There’s a lot going on with University Theatre this fall
University Theatre is bringing a diverse portfolio of plays to campus this year. The fall features a work founded on the trials and tribulations of love. A modern and abstract piece highlights the winter. The spring term will begin with the story of a climate scientist that poses grave ecological questions and will conclude with a farcical tale of mistaken identities.
University Theatre, the premier performance sector of the University of Oregon’s Department of Theatre Arts, puts on several productions every year that showcase the talent of university students both within the Theatre Arts department and the community. This year’s schedule includes four plays and a faculty dance concert. Here’s a look at what the University Theatre has to offer for the 2014-2015 season.
First on the agenda is John Jory’s stage adaptation of Pride and Prejudice. Countless adaptations of the classic Jane Austen novel exist, as director Michael Malik Najjar can attest. The story holds special significance to Najjar, as a vintage edition of the book was the first gift he gave his wife. Upon attending a number of stage variations of the play, Najjar settled on Jory’s rendition of the play because “it highlights all the best parts of the novel. Certain versions were extremely long, over 400 pages…this one cuts away a lot of the fat.” The production, while retaining the original dialogue, will translate the immutable charm of Austen’s original work to a modern audience. Pride and Prejudice will be showing Nov. 7-22.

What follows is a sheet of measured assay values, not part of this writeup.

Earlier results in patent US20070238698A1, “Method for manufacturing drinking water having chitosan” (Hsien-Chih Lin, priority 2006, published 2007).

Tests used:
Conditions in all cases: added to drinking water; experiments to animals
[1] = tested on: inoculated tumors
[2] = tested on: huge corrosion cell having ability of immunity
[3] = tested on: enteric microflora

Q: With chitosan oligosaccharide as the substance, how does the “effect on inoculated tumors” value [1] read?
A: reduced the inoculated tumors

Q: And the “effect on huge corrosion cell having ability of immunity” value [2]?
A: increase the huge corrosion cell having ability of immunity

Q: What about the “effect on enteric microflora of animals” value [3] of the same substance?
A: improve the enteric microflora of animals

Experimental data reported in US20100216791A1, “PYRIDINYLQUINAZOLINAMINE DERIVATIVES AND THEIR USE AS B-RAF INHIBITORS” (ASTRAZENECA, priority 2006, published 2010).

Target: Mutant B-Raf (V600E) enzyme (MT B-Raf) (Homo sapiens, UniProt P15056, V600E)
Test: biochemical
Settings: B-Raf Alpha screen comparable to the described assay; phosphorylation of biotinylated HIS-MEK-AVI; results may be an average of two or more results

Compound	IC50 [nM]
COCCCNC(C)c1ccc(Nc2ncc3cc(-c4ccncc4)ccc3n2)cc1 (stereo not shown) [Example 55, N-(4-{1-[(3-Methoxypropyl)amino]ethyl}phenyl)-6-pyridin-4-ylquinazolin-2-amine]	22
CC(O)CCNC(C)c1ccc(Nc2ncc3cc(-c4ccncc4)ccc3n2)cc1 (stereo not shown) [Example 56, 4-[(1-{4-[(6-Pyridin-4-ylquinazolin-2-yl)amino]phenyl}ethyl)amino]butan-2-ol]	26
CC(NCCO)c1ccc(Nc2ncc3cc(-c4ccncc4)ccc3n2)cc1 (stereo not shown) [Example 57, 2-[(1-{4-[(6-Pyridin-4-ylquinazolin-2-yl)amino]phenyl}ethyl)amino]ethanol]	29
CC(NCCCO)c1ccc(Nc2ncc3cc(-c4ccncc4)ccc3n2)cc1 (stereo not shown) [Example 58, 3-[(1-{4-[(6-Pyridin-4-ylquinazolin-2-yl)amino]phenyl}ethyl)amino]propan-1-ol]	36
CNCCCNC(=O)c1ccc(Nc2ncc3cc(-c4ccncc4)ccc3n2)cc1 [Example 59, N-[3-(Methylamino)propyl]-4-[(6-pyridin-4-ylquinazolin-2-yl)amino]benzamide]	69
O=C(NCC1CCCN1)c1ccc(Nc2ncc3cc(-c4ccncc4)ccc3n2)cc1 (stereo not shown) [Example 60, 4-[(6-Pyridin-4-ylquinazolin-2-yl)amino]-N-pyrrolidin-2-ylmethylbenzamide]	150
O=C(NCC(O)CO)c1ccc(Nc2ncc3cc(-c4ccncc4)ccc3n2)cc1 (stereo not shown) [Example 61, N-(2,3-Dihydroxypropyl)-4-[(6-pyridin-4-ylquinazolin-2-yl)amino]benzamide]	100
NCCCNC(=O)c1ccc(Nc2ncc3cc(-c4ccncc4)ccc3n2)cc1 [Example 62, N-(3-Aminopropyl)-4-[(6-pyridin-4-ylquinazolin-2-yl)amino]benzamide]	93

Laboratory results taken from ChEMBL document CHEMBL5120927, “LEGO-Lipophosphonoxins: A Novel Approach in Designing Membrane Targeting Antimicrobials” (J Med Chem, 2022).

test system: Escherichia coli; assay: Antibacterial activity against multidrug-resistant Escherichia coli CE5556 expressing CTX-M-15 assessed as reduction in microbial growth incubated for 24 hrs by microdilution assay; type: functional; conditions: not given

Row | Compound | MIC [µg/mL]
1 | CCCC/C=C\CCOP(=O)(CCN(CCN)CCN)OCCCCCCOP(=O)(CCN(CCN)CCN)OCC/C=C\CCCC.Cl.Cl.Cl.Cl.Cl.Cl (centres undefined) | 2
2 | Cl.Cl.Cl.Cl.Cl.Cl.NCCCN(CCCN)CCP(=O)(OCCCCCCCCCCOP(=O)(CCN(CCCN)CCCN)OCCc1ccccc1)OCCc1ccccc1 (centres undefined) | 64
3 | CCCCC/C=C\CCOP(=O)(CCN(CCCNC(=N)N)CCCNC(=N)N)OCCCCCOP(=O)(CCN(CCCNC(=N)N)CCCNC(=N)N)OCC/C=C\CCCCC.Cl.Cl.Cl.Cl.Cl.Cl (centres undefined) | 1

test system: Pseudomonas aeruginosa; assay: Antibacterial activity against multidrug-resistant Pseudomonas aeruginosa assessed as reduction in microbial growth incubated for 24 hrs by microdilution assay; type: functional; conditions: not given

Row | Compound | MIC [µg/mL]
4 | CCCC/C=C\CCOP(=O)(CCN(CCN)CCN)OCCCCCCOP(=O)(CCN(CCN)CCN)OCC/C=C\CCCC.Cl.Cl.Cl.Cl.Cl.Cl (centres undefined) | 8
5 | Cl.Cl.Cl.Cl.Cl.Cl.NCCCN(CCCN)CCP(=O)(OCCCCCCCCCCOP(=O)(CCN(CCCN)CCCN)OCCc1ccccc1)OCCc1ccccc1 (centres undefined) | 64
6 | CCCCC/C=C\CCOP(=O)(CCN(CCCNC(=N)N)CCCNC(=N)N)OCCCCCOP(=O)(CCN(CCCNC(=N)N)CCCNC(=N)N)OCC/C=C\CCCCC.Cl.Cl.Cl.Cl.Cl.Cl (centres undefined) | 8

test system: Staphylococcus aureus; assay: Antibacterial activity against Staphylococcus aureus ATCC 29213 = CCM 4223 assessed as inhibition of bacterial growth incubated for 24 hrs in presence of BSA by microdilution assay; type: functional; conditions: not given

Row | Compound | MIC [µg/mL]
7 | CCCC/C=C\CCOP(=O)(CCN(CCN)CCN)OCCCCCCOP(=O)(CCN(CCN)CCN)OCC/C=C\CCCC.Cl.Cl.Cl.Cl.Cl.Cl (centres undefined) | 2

Winter term will feature contemporary playwright Caryl Churchill’s Love and Information directed by department head John Schmor. The play, a free-form and abstract work, features a cast of more than 100 characters to be played by a dozen actors and no cohesive plot. Love and Information uses fragmented scenes to raise questions about love and identity in a shifting digital world. Schmor remains confident that the play will be well received on the UO campus.
“A college audience is gonna get it right away,” Schmor said. “This generation is really the first to be fully comfortable in the social media world and understanding the weird separation of love and information.”
Love and Information will be performed in the Hope Theatre Jan. 22-Feb. 1.
Dr. Theresa May will direct Sila: An Arctic Tale, which will run during the spring 2015 term from Apr. 16 through the 26. Sila is the first installment of Montreal playwright Chantal Bilodeau’s Arctic Cycle series of eight plays, each focused on a different Arctic country where the changing climate can displace ecosystems and disrupt lifestyles. The particular work, set in Canada, weaves a story of conflicting interests of a climate scientist, an Inuit activist and her daughter, an Inuit elder, two Canadian Coast Guard officers and two polar bears as they struggle to coexist.
Finally, the year will end on a comical note with Shakespeare’s Comedy of Errors directed by Joseph Gilg. It tells the story of two sets of twins separated at a young age, and the resulting confusion when they suddenly end up reuniting years later. This is Gilg’s first time directing a Shakespeare work with University Theatre and he is aiming for a modern and unique take. Comedy of Errors will be running May 22-Jun. 6.
Follow Kaylee Tornay on Twitter @ka_tornay
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